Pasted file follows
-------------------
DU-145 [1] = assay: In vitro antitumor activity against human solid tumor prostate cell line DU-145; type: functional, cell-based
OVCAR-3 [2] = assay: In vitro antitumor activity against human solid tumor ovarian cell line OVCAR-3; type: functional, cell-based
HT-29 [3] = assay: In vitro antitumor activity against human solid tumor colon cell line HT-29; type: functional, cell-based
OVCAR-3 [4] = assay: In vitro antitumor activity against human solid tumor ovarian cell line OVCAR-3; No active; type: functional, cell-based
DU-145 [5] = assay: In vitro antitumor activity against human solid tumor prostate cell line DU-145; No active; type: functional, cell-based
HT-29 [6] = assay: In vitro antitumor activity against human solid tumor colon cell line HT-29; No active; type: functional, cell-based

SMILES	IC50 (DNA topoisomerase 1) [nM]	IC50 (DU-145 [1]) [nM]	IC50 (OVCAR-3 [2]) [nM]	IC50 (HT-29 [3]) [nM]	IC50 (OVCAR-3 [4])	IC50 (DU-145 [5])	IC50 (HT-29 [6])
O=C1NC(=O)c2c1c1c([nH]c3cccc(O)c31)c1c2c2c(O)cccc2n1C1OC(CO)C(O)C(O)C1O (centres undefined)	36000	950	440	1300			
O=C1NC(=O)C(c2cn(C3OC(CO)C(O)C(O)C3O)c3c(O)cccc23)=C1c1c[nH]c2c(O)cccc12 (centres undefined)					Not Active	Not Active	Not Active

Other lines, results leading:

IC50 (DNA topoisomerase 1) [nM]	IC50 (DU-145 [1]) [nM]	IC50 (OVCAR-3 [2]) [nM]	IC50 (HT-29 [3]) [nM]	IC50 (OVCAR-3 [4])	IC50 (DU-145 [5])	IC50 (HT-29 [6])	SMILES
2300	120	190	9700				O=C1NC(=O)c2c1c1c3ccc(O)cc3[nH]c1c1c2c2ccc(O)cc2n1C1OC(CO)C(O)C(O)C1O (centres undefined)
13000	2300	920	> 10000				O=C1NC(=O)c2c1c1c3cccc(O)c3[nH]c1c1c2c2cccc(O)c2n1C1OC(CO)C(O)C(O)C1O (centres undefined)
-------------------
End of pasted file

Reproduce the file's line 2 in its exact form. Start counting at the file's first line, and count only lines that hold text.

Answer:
OVCAR-3 [2] = assay: In vitro antitumor activity against human solid tumor ovarian cell line OVCAR-3; type: functional, cell-based